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Senate GOP to try to force health care repeal vote

From NBC’s Ken Strickland and Kelly O’Donnell
*** UPDATE *** Strickland reports that the repeal vote may take place today or tomorrow.

Democrats intend to introduce a "budget point of order" against the McConnell effort, using a procedural maneuver to prevent an up-or-down vote in favor of a kind of proxy vote instad.

In simple terms, there are several Senate rules that require certain bills to fall within specific fiscal constraints and not add to the deficit. The Congressional Budget Office says the new health care law reduced the deficit by about than $130-billion in the first ten years and a trillion dollars over the second decade. To repeal it, Democrats argue, would be to adding that money back to the deficit.

"It breaks the budget by a trillion dollars," Democrat Sen. Chuck Schumer told reporters earlier today of the Republican effort to repeal the health care bill. "They don't show any way of making up that trillion dollars."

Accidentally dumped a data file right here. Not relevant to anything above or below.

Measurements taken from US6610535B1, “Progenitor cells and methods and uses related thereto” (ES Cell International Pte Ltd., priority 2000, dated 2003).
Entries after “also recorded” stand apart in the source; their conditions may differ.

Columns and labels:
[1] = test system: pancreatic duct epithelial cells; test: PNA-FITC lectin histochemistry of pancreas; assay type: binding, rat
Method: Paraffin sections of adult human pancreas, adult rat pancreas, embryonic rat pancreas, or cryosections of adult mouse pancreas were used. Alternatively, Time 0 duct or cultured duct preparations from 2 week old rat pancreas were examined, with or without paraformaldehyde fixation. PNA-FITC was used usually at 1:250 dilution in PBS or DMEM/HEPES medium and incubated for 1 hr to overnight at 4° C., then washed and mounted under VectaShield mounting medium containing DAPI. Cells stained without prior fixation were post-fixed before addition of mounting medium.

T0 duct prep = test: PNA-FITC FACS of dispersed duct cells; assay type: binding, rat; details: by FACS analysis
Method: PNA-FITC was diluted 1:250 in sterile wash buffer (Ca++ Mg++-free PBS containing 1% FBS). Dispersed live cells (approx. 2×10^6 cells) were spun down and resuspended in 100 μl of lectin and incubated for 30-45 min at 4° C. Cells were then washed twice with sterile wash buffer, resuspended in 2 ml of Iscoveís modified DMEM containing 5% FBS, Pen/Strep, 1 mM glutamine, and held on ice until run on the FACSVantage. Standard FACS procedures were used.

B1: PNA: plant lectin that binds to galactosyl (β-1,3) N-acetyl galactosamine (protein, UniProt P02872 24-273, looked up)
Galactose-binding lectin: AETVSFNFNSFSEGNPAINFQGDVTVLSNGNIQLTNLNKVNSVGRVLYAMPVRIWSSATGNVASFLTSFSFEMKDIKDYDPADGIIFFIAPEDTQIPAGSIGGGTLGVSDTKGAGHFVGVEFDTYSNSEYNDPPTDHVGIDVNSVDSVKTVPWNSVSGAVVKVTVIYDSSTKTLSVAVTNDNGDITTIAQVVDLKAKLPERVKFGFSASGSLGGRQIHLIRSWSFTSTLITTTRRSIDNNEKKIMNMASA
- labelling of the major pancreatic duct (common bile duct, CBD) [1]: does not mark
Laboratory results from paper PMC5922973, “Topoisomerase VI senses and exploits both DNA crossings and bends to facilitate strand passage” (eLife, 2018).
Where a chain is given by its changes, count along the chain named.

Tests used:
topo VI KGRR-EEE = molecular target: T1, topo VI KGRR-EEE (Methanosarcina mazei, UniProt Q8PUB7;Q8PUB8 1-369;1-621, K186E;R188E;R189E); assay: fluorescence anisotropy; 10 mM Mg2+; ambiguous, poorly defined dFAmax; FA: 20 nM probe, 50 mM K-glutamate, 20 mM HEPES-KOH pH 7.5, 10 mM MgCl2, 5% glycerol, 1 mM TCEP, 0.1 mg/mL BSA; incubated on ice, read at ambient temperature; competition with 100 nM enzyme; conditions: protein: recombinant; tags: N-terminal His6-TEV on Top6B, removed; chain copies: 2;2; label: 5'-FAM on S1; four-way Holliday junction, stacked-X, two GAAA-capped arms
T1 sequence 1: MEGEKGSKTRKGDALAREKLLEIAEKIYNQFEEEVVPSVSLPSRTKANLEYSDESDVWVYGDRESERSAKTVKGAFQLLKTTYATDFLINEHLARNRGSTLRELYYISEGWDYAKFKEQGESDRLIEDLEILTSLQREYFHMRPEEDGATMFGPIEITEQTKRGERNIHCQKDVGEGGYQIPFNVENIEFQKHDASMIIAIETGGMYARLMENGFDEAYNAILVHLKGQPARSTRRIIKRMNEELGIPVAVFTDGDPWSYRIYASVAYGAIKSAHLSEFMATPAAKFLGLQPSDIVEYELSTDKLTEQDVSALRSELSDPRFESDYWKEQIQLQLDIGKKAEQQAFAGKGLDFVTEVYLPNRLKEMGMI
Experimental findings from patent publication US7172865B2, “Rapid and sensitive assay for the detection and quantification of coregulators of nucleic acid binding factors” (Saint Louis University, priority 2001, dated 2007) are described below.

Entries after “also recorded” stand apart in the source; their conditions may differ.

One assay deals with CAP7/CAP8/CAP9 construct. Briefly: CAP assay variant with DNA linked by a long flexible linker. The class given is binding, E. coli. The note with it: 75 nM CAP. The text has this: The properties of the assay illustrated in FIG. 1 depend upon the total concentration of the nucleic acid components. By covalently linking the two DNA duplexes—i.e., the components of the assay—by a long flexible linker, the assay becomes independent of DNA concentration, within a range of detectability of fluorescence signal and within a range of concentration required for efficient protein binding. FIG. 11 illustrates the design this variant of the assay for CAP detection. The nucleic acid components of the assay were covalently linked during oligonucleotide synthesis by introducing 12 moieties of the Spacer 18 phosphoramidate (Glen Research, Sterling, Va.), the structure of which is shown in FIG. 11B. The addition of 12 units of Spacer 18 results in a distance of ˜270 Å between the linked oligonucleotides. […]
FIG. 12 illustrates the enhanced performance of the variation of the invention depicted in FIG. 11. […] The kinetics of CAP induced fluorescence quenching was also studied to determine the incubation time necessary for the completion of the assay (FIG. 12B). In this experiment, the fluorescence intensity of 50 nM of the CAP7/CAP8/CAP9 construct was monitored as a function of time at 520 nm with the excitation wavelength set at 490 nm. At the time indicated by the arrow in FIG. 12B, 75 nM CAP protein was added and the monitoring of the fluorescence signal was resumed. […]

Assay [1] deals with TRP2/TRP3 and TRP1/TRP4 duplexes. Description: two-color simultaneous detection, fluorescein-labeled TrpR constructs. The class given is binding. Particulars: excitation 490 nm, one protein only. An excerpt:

Republican Leader Mitch McConnell says all of his 47 members will vote for repeal, but Republicans would need to produce 60 votes to waive the point of order and advance to bill.

While it may not be the straight-up-or-down vote Republicans seek, GOP aides say it will serve some political purpose.

"Everybody will have the opportunity to be on [the] record," McConnell said. "I think it will be clear who is for repeal and who isn't."

From NBC's Ken Strickland and Kelly O'Donnell
GOP sources tell NBC News that Republican Leader Mitch McConnell will try to force a Senate vote on the House-passed motion to repeal the health care reform law this week.

As early as today, McConnell will offer the repeal as an amendment to an unrelated aviation bill that the Senate is slated to consider this afternoon.

McConnell has pledged to use the rules of the Senate to push for a vote on repeal, although Democrats have some procedural tools at their disposal that could be used to prevent a final vote.

While it’s unlikely that the GOP will gain the Democratic support needed to garner enough votes for the measure to pass (and Obama could veto the measure even if it did), a repeal vote would force Democrats who are up for re-election in 2012 to go on the record in support of legislation which may not be popular in their home states.

 Msnbc.com’s Carrie Dann contributed